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Awol Erizku in X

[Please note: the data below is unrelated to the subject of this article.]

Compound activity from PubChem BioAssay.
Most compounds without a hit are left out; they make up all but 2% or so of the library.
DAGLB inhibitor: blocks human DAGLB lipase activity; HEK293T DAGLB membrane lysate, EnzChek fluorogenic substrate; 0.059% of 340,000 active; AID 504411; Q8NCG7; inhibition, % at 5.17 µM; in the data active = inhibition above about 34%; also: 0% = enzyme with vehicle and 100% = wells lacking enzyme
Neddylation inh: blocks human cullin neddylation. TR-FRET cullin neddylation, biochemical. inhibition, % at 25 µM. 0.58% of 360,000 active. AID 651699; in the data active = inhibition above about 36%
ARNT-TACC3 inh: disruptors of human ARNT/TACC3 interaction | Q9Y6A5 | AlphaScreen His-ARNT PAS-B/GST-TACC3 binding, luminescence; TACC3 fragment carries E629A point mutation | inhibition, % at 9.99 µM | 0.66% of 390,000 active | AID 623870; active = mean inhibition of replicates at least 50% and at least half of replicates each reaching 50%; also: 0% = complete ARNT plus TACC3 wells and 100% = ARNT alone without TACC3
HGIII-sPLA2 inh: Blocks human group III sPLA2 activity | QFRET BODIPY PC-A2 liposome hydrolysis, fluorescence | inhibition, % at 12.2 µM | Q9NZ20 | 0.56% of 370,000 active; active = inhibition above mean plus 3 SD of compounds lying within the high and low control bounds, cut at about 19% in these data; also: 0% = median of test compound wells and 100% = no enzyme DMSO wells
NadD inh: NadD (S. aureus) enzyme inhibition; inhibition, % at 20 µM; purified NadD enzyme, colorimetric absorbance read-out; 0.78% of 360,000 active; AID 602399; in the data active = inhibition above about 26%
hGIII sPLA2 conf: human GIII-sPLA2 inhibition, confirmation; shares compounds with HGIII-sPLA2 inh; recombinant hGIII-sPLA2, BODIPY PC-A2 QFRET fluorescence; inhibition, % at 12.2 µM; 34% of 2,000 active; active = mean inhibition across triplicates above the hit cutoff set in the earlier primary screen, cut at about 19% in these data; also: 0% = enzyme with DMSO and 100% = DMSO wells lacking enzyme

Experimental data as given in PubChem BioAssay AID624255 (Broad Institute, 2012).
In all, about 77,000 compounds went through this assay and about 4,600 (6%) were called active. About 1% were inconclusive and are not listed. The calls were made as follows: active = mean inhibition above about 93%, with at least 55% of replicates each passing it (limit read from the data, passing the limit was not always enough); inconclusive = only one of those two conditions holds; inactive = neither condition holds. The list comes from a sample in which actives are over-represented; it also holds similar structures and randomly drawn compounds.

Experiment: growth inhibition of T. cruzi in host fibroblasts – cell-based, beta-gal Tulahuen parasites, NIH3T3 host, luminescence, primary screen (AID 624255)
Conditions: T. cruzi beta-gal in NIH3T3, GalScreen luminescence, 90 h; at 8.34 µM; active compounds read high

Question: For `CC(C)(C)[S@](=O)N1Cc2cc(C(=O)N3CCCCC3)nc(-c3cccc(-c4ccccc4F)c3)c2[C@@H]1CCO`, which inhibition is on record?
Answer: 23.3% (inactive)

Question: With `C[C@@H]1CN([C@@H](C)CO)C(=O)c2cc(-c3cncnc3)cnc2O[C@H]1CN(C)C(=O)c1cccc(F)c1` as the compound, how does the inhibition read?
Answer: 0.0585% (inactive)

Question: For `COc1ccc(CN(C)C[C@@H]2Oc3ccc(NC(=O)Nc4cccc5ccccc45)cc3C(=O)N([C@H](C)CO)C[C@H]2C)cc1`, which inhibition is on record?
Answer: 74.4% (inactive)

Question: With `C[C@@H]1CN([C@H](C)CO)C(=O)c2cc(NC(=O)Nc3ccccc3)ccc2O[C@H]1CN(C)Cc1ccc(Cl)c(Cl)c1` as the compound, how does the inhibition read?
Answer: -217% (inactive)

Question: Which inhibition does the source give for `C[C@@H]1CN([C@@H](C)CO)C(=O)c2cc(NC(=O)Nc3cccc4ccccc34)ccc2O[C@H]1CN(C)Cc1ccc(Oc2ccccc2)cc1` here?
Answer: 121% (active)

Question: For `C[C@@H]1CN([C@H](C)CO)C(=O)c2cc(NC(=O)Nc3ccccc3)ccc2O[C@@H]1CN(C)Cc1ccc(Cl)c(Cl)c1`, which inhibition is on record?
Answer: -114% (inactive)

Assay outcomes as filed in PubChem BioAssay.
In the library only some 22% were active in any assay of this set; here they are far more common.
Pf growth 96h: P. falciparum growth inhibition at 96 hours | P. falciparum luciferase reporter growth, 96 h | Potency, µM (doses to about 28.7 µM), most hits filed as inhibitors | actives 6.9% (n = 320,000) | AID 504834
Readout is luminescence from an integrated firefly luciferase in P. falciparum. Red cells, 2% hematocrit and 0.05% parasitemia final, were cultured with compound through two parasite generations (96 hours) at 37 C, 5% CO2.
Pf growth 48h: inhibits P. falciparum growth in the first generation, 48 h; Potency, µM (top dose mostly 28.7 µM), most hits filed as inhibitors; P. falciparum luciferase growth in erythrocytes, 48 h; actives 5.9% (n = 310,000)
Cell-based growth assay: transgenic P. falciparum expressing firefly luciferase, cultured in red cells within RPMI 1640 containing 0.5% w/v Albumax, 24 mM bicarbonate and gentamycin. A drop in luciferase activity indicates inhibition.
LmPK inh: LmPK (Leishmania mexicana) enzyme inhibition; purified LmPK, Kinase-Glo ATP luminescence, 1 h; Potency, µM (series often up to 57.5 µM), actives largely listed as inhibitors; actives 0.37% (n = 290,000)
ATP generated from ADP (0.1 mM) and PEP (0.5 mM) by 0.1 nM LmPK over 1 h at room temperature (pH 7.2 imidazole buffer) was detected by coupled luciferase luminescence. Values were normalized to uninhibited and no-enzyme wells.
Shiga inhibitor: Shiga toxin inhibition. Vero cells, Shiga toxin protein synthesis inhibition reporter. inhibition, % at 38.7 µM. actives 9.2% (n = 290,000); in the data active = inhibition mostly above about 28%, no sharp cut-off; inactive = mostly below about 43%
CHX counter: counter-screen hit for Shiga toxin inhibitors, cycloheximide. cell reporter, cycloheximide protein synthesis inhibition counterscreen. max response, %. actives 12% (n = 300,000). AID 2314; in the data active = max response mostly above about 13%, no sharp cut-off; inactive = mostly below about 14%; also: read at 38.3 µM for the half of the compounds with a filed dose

In his debut solo museum exhibition, Awol Erizku focuses on pioneering American Muslim human rights activist El Hajj Malik El-Shabazz (Malcolm X) as a subject of personal inspiration and complex cultural significance. Erizku views the historic figure as a metaphorical prism of faith, masculinity, transformation, and a vessel for truth. This ambitious exhibition is composed of new and recent works by Erizku, including iconic photographs, sculptures, works on paper, a powerful film, and an installation of a rare historic manuscript. Together, they collectively convey the artist’s multidisciplinary practice and dynamic approach to a diverse range of media. Presented in the SCAD Museum of Art’s Walter and Linda Evans Center for African American Studies, the exhibition critiques the Eurocentric canon of art and history, with Malcolm X serving as a key figure connecting the U.S. and Africa. Erizku posits his singular aesthetic as a means to link ancient mythology, diasporic tradition, and contemporary culture as an antidote to closed-mindedness — striving toward Malcolm X’s late-life universalism and dedication to the “overwhelming spirit of true brotherhood.”